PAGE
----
Stress during handling can negatively impact the welfare of an animal. Gradual habituation or systematic desensitisation can reduce this, but is not always possible. Blindfolding has been shown to decrease stress indicators, including heart rate and struggling in cattle (Bos taurus), but has not been studied in domestic rabbits. We surveyed 49 wildlife rescues, rehabilitators and veterinarians, and found that blindfolding and swaddling are widely used and believed to reduce stress and struggling in rabbits. However, these methods may simply preclude escape and result in sensitisation over repeated exposure. We next conducted a controlled trial investigating the effects of blindfolding and swaddling repeatedly over five days on behavioural and physiological indicators of stress in 40 domestic rabbits (Oryctolagus cuniculus). Neither blindfolding nor swaddling had significant impacts on heart rate or respiratory rate, compared to a partial hood control treatment, which involved similar levels of manipulation, but without visual or movement restriction. Behavioural responses showed variable trends e.g. rabbits were more likely to approach food after handling with swaddling. Baseline levels varied significantly between individuals, suggesting that previous experience was an important determinant. Heart rates were universally high, showing that individuals in this study were stressed by handling to such an extent that overall, effects of both blindfolding and swaddling on physiological indicators of stress were minimal. We suggest that blindfolding and swaddling may be useful as means of limiting the procedure duration and risk of injury by reducing struggling, but this study provides no evidence that welfare is otherwise improved.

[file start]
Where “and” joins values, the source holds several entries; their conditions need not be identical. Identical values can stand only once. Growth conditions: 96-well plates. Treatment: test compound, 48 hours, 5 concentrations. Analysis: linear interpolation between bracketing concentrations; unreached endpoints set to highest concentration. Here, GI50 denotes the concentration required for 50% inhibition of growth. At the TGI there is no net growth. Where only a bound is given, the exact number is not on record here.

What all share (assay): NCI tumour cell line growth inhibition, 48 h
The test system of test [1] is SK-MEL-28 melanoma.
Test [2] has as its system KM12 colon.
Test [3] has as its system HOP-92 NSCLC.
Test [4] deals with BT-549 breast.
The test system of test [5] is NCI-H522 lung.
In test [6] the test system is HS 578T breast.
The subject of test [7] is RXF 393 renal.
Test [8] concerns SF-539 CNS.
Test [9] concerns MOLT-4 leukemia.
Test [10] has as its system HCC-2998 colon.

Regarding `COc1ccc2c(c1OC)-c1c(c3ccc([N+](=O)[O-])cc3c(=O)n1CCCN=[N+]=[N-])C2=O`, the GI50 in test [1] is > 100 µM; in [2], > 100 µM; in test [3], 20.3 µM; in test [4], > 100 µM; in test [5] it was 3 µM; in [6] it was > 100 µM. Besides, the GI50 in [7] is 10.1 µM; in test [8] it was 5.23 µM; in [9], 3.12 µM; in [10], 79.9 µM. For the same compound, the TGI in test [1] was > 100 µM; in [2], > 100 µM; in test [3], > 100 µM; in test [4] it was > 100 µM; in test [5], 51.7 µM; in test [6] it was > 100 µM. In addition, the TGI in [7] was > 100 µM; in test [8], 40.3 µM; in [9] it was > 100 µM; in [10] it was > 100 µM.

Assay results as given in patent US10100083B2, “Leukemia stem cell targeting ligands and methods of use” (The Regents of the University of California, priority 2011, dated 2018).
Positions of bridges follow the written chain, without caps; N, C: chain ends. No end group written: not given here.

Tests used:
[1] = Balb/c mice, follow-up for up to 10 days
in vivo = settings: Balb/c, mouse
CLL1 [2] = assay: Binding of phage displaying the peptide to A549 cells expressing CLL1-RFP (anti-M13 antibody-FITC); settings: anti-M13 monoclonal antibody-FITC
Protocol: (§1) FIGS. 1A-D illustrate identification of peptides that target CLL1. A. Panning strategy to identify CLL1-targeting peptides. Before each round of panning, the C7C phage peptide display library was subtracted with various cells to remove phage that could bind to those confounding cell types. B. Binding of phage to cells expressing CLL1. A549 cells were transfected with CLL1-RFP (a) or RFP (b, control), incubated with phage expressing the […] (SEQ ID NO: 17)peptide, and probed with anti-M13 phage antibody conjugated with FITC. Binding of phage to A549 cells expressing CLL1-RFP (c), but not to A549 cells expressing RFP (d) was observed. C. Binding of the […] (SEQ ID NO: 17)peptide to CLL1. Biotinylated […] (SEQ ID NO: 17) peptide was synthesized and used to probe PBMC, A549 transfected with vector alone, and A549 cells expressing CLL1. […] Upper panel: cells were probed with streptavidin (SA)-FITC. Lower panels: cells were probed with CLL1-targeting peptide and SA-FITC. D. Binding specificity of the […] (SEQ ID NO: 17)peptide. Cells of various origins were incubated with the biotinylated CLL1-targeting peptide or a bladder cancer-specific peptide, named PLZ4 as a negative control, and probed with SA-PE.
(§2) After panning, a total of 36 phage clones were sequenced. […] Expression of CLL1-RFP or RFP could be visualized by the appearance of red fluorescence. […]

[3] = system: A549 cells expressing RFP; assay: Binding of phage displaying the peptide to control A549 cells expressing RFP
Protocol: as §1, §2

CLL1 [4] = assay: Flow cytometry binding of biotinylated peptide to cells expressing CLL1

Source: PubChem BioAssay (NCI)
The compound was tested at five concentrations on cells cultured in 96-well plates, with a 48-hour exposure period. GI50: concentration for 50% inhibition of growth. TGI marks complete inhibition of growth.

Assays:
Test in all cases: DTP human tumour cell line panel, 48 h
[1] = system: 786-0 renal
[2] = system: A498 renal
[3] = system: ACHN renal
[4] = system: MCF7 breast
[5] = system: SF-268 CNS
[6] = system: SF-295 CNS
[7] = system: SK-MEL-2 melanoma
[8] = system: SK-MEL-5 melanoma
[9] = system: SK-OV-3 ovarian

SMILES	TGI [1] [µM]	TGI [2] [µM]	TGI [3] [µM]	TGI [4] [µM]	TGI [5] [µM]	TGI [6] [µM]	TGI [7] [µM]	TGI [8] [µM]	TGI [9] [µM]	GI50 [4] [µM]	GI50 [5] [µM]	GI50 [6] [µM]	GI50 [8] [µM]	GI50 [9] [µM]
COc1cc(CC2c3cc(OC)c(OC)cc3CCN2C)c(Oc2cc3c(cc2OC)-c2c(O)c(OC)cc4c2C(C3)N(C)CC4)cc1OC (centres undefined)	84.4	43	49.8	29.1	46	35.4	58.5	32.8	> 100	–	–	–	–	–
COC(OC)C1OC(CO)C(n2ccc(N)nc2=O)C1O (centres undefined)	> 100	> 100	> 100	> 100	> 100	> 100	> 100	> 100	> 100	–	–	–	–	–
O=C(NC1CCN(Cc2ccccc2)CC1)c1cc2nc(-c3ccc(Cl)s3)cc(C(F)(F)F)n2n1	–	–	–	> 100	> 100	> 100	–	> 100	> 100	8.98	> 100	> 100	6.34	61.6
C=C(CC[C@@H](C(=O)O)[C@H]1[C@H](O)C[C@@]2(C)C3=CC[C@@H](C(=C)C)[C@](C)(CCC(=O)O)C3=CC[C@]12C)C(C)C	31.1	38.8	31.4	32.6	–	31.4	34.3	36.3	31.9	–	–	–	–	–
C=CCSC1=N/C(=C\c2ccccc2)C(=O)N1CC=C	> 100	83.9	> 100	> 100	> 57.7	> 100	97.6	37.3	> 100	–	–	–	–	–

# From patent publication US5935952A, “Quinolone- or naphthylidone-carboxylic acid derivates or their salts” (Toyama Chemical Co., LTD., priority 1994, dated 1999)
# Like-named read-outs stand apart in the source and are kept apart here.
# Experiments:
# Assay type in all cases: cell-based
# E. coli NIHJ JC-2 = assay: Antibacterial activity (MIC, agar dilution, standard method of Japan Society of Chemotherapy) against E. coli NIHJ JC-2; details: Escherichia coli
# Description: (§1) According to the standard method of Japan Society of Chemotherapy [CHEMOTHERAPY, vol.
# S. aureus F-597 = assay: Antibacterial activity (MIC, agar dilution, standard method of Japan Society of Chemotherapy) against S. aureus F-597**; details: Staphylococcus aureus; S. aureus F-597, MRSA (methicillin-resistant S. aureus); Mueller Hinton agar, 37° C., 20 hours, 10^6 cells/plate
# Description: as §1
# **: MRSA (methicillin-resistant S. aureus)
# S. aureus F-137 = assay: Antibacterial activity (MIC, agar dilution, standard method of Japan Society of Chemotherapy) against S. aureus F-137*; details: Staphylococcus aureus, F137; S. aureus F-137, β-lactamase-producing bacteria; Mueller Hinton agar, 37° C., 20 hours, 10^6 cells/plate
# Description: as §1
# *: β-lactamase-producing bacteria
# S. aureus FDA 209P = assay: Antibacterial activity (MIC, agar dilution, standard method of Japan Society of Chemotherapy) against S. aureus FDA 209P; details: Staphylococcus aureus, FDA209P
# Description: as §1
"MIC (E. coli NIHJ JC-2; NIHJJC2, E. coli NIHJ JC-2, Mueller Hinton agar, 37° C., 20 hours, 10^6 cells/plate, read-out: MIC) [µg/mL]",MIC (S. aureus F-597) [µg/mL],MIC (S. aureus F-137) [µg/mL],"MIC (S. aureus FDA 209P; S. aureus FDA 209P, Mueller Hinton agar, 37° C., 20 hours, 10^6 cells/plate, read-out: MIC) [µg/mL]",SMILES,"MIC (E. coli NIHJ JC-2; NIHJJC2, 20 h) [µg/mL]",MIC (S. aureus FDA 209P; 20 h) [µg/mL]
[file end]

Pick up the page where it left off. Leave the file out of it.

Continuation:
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© 2022 Universities Federation for AnimalWelfare
- Animal Welfare, Blindfolding, Handling, Rabbit, Stress, Swaddling